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The flying eyeball

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August 12, 2005

The flying eyeball

The flying eyeball

August 13, 2005 NASA engineers are developing an unmanned "flying eyeball" that will be used as an assistant to astronauts for the space shuttle and International Space Station. Named "Mini AERCam", which stands for Miniature Autonomous Extravehicular Robotic Camera, the free-flying robotic inspection vehicle uses pressurized cold-gas (xenon) for propulsion and carries battery-powered cameras that will help astronauts perform inspections of the exterior of the space station or shuttle. The Mini AERCam technology demonstration unit has been integrated into the approximate form and function of a flight system, and represents a significant technology breakthrough in the field of free-flying robotic space vehicles. The nanosatellite-class spherical Mini AERCam free flyer is 7.5 inches in diameter and weighs approximately 10 pounds, yet it incorporates significant additional capabilities compared to the 35 pound, 14 inch AERCam Sprint free flyer that flew as a remotely piloted Shuttle flight experiment in 1997.

Mini AERCam hosts a full suite of miniaturized avionics, instrumentation, communications, navigation, video, power, and propulsion subsystems, including two video imagers and one higher resolution still-frame imager. Technology innovations include a rechargeable xenon gas propulsion, rechargeable lithium ion battery, custom avionics based on the PowerPC 740 microprocessor, "camera-on-a-chip" CMOS imagers with wavelet video compression, micro electromechanical system (MEMS) gyros, GPS relative navigation, digital radio frequency communications, micropatch antennas, digital instrumentation network, and compact mechanical packaging.

The Mini AERCam vehicle is designed for either remotely piloted operations or supervised autonomous operations including automatic stationkeeping, point-to-point maneuvering, and automated docking approaches. Free-flyer testing has been conducted on an air-bearing table and in a six degree-of-freedom closed-loop orbital simulation. In the airbearing table environment, the free-flyer hardware is placed in the cradle of a tetherless airbearing sled, which produces a nearly frictionless environment. The free-flyer fires its thrusters to maneuver along the airbearing surface while it transmits video and telemetry to the pilot control and display station. The orbital simulation models the three-dimensional dynamics of the free-flyer in proximity to the ISS, and produces corresponding God's eye views and simulated free-flyer camera views. A high-fidelity simulation is achieved by directly interfacing to free-flyer thruster driver signals, emulating the MEMS gyro responses in hardware, and using the "truth" state to drive a GPS signal generator connected to the free-flyer GPS receiver.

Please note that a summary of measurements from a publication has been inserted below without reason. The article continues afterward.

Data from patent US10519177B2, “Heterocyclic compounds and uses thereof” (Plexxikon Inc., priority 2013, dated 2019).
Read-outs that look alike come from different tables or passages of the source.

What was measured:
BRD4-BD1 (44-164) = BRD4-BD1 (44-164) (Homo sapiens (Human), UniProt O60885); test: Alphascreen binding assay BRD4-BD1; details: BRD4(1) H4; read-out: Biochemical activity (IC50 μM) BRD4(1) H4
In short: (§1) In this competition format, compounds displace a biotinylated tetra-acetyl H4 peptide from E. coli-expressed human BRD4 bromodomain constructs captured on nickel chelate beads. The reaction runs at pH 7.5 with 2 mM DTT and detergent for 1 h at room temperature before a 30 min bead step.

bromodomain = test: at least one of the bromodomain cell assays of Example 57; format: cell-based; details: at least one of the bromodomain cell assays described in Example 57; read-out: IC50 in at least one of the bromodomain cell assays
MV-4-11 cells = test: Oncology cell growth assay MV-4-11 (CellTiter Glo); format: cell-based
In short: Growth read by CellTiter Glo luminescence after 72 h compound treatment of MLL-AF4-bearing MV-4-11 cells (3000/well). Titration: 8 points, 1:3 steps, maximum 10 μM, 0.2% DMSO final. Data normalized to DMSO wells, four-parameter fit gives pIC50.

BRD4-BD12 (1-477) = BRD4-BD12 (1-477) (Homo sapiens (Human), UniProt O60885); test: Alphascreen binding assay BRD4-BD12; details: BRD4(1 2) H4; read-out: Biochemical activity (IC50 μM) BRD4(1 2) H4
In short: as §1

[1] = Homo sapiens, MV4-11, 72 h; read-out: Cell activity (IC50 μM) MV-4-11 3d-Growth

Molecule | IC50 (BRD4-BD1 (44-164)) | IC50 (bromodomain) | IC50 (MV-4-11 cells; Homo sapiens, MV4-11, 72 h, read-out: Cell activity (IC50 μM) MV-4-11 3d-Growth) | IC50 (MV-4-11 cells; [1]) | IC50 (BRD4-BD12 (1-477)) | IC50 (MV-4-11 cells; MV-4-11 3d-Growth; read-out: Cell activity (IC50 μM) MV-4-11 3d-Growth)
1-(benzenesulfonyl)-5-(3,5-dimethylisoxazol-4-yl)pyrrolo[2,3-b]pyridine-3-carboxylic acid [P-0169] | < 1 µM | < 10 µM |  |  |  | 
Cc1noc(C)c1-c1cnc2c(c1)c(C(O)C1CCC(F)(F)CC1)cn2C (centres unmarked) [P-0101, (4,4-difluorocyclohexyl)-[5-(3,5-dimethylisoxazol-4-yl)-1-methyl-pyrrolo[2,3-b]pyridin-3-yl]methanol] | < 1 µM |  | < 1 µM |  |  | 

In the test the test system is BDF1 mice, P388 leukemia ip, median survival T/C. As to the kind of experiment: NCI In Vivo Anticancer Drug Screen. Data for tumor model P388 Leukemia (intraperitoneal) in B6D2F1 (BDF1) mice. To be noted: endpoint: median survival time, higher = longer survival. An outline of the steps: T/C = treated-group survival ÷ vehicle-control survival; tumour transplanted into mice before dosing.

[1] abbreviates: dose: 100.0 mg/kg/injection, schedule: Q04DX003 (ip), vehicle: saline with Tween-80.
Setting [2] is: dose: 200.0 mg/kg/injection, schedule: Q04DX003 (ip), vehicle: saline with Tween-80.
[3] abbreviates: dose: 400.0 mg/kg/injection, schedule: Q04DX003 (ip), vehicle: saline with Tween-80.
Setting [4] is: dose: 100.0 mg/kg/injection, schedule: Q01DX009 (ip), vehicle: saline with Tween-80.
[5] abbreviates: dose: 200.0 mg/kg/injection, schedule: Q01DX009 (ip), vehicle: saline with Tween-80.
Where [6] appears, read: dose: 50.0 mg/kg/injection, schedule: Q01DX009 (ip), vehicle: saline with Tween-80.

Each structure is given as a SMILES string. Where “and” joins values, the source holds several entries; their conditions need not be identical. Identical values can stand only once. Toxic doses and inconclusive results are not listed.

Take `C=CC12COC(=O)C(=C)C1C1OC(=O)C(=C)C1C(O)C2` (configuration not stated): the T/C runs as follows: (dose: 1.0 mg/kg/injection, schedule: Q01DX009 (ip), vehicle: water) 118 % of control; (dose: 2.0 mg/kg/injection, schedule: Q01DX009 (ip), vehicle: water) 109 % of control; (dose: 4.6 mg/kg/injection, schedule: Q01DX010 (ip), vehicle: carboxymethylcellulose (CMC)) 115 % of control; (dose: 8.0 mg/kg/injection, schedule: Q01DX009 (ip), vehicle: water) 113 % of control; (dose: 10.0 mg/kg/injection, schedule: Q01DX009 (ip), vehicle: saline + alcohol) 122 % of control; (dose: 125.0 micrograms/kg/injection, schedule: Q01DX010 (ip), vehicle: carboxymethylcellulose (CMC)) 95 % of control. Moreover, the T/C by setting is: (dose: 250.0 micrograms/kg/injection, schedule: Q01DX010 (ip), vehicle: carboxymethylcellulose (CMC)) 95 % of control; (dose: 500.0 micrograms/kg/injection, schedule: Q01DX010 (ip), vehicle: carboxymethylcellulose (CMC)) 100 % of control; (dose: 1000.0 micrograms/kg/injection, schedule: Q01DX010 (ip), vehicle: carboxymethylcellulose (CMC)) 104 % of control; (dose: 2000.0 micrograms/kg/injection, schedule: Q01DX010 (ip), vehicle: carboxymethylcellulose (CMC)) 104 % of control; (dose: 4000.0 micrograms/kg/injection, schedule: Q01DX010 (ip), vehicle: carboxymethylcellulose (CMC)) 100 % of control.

Mini AERCam aims to provide beneficial on-orbit views of maintenance and servicing tasks that cannot be obtained from fixed cameras, cameras on robotic manipulators, or cameras carried by EVA crewmembers. On ISS, for example, Mini AERCam could be used for supporting robotic arm operations by supplying orthogonal views to the robot operator, for supporting crew spacewalk operations by supplying views to the ground crews monitoring the spacewalk, and for carrying out independent visual inspections of areas of interest around the ISS. The potential applications of Mini AERCam also extend to future long-duration human exploration missions, for which intelligent mobile inspection agents are likely to become essential crew helpers.

About the Author
Mike Hanlon After Editing or Managing over 50 print publications primarily in the role of a Magazine Doctor, Mike embraced the internet full-time in 1995 and became a "start-up all-rounder" – quite a few start-ups later, he founded Gizmag in 2002. Now he can write again.   All articles by Mike Hanlon
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